COULD YOU EVER LIVE FOREVER? 1. Matters of Life and Death
Figure 1. The slowing-moving Galapagos tortoise can live as long as 150 years.
Figure 2. Life span of animals. The figure shown here are for the maximum life spans of various species. Rarely would individual animals in the wild live this long. Most wild animals die from other causes before they reach extreme old age. For example, if they lose the ability to hunt effectively, they will starve.
Figure 3. Elderly woman.
On February 21, 1986, Shigechiyo Izumi of Japan died at the remarkable age of 120 years and 237 days. Born in 1865, the year in which Abraham Lincoln died, he was the oldest human being on record up to that point.
Humans are the longest-lived of all mammals. Although an Indian elephant in captivity reached the age of 78, this is rare. A lion of 30, for example, is considered very old. A blue whale, the largest animal on Earth, is unlikely to live much beyond 40. Small, fast-moving animals are especially short-lived. Mice and shrews, for instance, rarely live more than two years.
Among reptile, the giant Galapagos tortoise is the old-age record-holder (see Figure 1). It has a life span as long as 150 years. But the oldest animals yet found live not on land, but under the sea. They are a type of ocean clam, called quahogs, which may live to be 200. Compare this with the mayfly, which usually dies on the same day that it becomes an adult.
No animal, however, can compare in age to the longest lived plants. Scientists estimate the age of some giant sequoia trees in California to be between 3,000 and 4,000 years old. One bristlecone pine tree, growing high on a mountain in Nevada, may have been alive for 4,600 years. This ancient tree may have been a tiny seedling at the time the great pyramids were being built in Egypt.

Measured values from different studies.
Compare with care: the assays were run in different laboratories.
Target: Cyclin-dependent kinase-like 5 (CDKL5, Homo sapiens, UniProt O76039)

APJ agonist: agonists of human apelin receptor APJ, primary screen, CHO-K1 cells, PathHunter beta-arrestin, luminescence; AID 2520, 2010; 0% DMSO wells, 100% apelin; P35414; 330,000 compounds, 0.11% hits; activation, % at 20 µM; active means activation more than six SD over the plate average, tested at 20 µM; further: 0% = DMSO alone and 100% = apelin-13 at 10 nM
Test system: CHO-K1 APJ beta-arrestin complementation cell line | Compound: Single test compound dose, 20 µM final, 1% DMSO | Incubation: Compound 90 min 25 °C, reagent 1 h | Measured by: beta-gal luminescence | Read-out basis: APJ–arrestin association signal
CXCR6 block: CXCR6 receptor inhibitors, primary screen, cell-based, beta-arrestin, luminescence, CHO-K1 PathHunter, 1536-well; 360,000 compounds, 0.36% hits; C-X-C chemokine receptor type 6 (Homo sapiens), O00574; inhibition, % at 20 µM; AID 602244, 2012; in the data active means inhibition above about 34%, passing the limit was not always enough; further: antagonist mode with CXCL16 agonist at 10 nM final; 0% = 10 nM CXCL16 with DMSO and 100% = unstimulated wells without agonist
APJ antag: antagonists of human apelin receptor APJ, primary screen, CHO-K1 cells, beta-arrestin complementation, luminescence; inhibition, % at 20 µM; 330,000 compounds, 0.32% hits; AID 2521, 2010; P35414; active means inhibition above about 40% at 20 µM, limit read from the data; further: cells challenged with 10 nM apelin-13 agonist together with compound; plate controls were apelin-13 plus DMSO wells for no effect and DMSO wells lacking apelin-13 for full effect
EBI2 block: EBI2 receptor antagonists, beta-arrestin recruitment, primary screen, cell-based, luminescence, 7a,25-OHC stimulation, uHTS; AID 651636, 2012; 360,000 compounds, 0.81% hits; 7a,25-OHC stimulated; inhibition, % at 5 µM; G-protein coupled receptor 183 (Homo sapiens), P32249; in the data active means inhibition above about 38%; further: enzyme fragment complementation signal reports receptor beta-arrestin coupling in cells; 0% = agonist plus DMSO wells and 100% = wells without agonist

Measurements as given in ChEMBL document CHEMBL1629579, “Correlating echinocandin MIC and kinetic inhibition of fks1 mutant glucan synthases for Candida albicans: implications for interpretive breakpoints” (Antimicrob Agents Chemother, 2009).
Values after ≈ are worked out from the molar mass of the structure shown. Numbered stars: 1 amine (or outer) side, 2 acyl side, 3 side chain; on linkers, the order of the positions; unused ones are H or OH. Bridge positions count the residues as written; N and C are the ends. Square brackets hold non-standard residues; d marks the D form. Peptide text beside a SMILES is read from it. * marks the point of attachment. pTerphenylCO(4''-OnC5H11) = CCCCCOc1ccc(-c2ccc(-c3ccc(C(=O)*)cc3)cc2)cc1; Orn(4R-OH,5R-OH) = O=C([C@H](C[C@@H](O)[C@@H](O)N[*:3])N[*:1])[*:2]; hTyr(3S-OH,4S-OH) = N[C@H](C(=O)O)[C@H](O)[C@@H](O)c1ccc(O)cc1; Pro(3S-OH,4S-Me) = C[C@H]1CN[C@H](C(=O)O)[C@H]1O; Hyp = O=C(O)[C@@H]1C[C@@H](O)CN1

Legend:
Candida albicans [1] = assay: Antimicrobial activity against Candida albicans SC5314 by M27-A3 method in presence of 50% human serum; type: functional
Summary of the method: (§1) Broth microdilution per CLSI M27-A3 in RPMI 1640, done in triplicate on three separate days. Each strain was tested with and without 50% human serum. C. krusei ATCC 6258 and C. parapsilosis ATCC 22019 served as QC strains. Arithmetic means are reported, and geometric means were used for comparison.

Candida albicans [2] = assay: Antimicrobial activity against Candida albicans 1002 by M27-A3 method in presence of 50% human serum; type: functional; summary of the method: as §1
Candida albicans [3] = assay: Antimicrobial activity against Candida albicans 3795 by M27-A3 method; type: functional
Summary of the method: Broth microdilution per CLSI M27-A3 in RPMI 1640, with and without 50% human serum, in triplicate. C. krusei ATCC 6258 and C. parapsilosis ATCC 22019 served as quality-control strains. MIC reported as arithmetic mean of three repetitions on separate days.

Limits to Life
As with every creature, human beings have a maximum life span. This is about 100 years, though a small proportion of people do live to be more than a century old. It seems likely that the maximum human life span has not changed much in thousands of years. What has changed greatly is the average life span (see Figure 2).
In stone age times, people had little protection from wild animals. They faced the constant threat of starving when they could not find food or freezing to death from bitter cold. If disease struck them, they could do nothing about it. As a result, more than 10,000 years ago, human beings probably had an average life span of 20 years or less. Few people lived to be 30.
Gradually, this situation improved. Humans built towns and cities in which they could live in great safety. They grew crops and reared farm animals so that they had a more reliable source of food. Advances in medicine and cleanliness, or hygiene, were slower to come. But, in time, doctors learned how to treat successfully more and more kinds of illnesses. They realized, too, that diseases which could kill millions were often spread by poor hygiene.